Yes WORDS is a facet, but it is used during LAYOUT *only* not during the display of the face. It is a way that more keywords can be added to VID so that your custom styles can have their own specific VID keywords. So what Anton has done is to create a new keyword FILL that is valid for the DRAW-BUTTON style.
When LAYOUT processes this specification [draw-button fill red ] it executes the WORDS of DRAW-BUTTON to process the FILL keyword.
Its goal seems to return whatever is left to be processed to finish the face display.
Yes whatever is left needs to be given back so that LAYOUT can process other attributes and facets after the FILL (and its data). This is an advanced technique. But as you can see it is very powerful.
Using WITH to make custom facets and WORDS to add custom VID keywords you can create altogether new VID styles that are very easy to specify. I hope this helps. Brett.

22.2. Answer from Romano

Could someone tell me more about this "magic" with ? why is it no more needed in "user-data red"?
Why effect is now a set-word! ?
All the magic is relative to object and binding of words. When you define an object starting from a previous object:
ob: make object! [a: 1] make ob [a: 2]
you assign a new value (2) to the word 'a of the object: this can happen because the word 'a in the block is bound to the word 'a in the object before executing the block.
The sequence of operations is:
  1. duplicate object ob and its context
  2. bind the block [a: 2] to the new context
  3. evaluate the block [a: 2]

Now in 3) when you change the value of 'a in the block, you really change the value of 'a in the object.
The point is that words are not variable, they have not a value, they are alphanumeric pointers to context, which are "invisible" structure created by make object! (not only).
The 'with word of Vid is a shortcut for something like this, only 'ob is the style face and the block is the 'with block. The 'effect word of Vid, instead, does not bind the block to the object context, only assign the block to the effect field.
Effect [draw [pen user-data]] is like:

new-face: make face []
new-face/effect: [draw [pen user-data]]

with [effect: [draw [pen user-data]]]
is like
new-face: make face [effect: [draw [pen user-data]]]
only in the latter case the block is bound to the face object before executing.
Ciao Romano

23. 3025-[VID] How to reset guide?

How to reset guide?
I have the following layout:
view layout [
  a: txt "test1"
  b: txt "test2"
  c: txt "test3"
  d: txt "test4"

And I want to be 'd in line with 'a. How do I get rid of the 'guide once set?
I just want to disable it until the next 'guide happens.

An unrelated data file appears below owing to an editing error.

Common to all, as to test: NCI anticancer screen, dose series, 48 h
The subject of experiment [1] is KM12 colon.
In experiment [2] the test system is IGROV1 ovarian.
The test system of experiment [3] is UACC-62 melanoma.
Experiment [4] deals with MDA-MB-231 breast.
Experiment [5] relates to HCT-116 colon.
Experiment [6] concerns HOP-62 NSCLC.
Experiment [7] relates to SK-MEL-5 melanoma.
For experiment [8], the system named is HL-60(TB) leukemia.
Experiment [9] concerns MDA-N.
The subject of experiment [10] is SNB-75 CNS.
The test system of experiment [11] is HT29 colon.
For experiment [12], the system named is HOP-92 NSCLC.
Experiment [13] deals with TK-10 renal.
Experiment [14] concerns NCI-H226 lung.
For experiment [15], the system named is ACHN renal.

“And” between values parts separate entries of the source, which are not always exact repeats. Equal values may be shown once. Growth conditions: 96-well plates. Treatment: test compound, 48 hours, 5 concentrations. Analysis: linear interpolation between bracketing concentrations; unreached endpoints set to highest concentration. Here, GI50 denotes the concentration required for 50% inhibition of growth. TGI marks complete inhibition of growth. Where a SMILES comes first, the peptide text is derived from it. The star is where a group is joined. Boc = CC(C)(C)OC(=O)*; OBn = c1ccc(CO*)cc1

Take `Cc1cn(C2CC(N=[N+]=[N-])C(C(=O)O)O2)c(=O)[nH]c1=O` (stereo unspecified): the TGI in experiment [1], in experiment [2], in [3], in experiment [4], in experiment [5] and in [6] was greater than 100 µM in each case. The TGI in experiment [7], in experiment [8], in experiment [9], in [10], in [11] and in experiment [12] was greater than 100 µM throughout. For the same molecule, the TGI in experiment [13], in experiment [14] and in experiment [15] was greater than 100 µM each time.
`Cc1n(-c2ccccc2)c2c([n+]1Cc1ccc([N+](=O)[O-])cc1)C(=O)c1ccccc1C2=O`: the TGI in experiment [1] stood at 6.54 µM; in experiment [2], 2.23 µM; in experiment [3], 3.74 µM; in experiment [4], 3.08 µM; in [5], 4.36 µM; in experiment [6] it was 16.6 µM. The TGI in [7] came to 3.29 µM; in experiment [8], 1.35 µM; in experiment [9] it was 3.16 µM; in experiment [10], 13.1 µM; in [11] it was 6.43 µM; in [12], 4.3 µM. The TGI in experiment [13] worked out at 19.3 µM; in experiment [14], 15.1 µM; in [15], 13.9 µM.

I never actually use guide, but this seems to give you what you want...
view layout [
  a: txt "test1"
  b: txt "test2"
  c: txt "test3"
  d: txt "test4"
  e: txt "test5"

Hope that helps.

24. 3001-Clear-fields - how to improve it?

Hi All, CLEAR-FIELDS is one of those really handy functions that annoys me. :\
It's very useful, but also problematic in that it only clears FIELD faces, not AREAs; much less CHECK, RADIO, etc. *and* it only works if a field contains a SERIES! value.
Admittedly, coming up with a completely general solution would probably add lots of code, but can it be made better without too much effort and added code?
I think so, but I'm not sure how far to go, assuming we want to submit the improved version to RT for future inclusion. Here's the standard version:
clear-fields: func ["Clear all text fields faces of a layout." panel [object!] ][
  if not all [in panel 'type panel/type = 'face] [exit]
  foreach face panel/pane [
      if all [series? face/text flag-face? face field] [clear face/text face/line-list: none ]

This one works for AREAs as well, and sets non-series values to NONE:
clear-fields: func ["Clear all text fields faces of a layout." panel [object!] ][
  if not all [in panel 'type panel/type = 'face] [exit]
  foreach face panel/pane [
      if any [flag-face? face field   flag-face? face area][
        either series? face/text [
        clear face/text face/line-list: none ][face/text: none ]

This one does the same as above, but tries to MAKE the type of value that's in the field. E.g. numeric fields would reset to 0:
clear-fields: func ["Clear all text fields faces of a layout." panel [object!] ][
  if not all [in panel 'type panel/type = 'face] [exit]
  foreach face panel/pane [
      if any [flag-face? face field   flag-face? face area][
        either series? face/text [
        clear face/text face/line-list: none ][face/text: attempt [make face/text none ] ] ] ] ]

Beyond these simple kinds of changes, should we directly add support for CHECK, RADIO, etc. or is it better to adopt a more general approach, e.g. using a dialected block as a parameter, that you use to reset the display in your app?
The latter approach makes it more effort to use, but potentially much more useful as well. Any thoughts, or other implementations would be welcome.
-- Gregg

25. 3003-Button with on-off texts

How to change a button text depending on the on/off state?
Just add ontherstring:
view layout [button   "Normal" "Pressed" ]

26. 3010-How to get to a field variable by its string name?

How to get to a field variable by its string name?
; Here we have 4 fields 'fv1, 'fv2, 'fv3, 'fv4
; The idea is to get one by its number
; building the litteral name, like "fv1"  
change-fv: func [/local i n s w f ][
  n: random 4
  ; build a word from the string "fv" + n
  w: to-word rejoin ["fv" n]  
  ; get the global variable attached/bind the w
  f: get :w  
  ; it works ! ! !
  f/text: "Changed"
  show f
fav: layout [
  style fv text 200 "text"  
  fv1: fv "A"
  fv2: fv "B"
  fv3: fv "C"
  fv4: fv "D"  
  btn-enter 60 "test" [change-fv]  
  ] ; layout  
  view center-face fav